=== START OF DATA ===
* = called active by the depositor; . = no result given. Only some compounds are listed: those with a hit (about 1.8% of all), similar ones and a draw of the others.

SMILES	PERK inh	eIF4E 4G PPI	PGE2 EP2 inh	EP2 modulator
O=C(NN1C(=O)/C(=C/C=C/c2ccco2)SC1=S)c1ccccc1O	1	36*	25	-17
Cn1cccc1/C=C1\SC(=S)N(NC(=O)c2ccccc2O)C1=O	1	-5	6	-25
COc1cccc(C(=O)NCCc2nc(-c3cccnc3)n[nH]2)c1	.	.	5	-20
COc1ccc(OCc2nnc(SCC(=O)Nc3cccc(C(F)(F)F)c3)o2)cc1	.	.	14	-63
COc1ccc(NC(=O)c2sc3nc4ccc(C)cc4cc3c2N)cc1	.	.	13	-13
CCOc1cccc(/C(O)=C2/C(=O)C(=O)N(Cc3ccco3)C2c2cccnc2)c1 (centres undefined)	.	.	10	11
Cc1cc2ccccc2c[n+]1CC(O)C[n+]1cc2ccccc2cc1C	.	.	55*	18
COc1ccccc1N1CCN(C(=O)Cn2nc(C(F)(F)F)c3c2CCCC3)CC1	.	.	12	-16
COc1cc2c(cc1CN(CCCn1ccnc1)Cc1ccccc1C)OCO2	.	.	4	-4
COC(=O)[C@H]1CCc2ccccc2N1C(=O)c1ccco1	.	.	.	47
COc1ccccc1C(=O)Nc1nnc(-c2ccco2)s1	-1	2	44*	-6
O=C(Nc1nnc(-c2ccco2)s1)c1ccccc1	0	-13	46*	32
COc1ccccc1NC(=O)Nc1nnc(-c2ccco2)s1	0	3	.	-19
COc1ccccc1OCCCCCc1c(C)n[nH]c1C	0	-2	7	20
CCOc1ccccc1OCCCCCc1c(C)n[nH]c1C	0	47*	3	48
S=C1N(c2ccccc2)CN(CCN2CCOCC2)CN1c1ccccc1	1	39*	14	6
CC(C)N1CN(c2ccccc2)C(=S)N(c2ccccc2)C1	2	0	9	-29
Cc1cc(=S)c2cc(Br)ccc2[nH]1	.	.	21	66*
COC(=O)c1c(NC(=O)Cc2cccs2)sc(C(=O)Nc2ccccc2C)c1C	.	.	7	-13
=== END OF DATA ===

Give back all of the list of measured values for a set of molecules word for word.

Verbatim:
* = called active by the depositor; . = no result given. Only some compounds are listed: those with a hit (about 1.8% of all), similar ones and a draw of the others.

SMILES	PERK inh	eIF4E 4G PPI	PGE2 EP2 inh	EP2 modulator
O=C(NN1C(=O)/C(=C/C=C/c2ccco2)SC1=S)c1ccccc1O	1	36*	25	-17
Cn1cccc1/C=C1\SC(=S)N(NC(=O)c2ccccc2O)C1=O	1	-5	6	-25
COc1cccc(C(=O)NCCc2nc(-c3cccnc3)n[nH]2)c1	.	.	5	-20
COc1ccc(OCc2nnc(SCC(=O)Nc3cccc(C(F)(F)F)c3)o2)cc1	.	.	14	-63
COc1ccc(NC(=O)c2sc3nc4ccc(C)cc4cc3c2N)cc1	.	.	13	-13
CCOc1cccc(/C(O)=C2/C(=O)C(=O)N(Cc3ccco3)C2c2cccnc2)c1 (centres undefined)	.	.	10	11
Cc1cc2ccccc2c[n+]1CC(O)C[n+]1cc2ccccc2cc1C	.	.	55*	18
COc1ccccc1N1CCN(C(=O)Cn2nc(C(F)(F)F)c3c2CCCC3)CC1	.	.	12	-16
COc1cc2c(cc1CN(CCCn1ccnc1)Cc1ccccc1C)OCO2	.	.	4	-4
COC(=O)[C@H]1CCc2ccccc2N1C(=O)c1ccco1	.	.	.	47
COc1ccccc1C(=O)Nc1nnc(-c2ccco2)s1	-1	2	44*	-6
O=C(Nc1nnc(-c2ccco2)s1)c1ccccc1	0	-13	46*	32
COc1ccccc1NC(=O)Nc1nnc(-c2ccco2)s1	0	3	.	-19
COc1ccccc1OCCCCCc1c(C)n[nH]c1C	0	-2	7	20
CCOc1ccccc1OCCCCCc1c(C)n[nH]c1C	0	47*	3	48
S=C1N(c2ccccc2)CN(CCN2CCOCC2)CN1c1ccccc1	1	39*	14	6
CC(C)N1CN(c2ccccc2)C(=S)N(c2ccccc2)C1	2	0	9	-29
Cc1cc(=S)c2cc(Br)ccc2[nH]1	.	.	21	66*
COC(=O)c1c(NC(=O)Cc2cccs2)sc(C(=O)Nc2ccccc2C)c1C	.	.	7	-13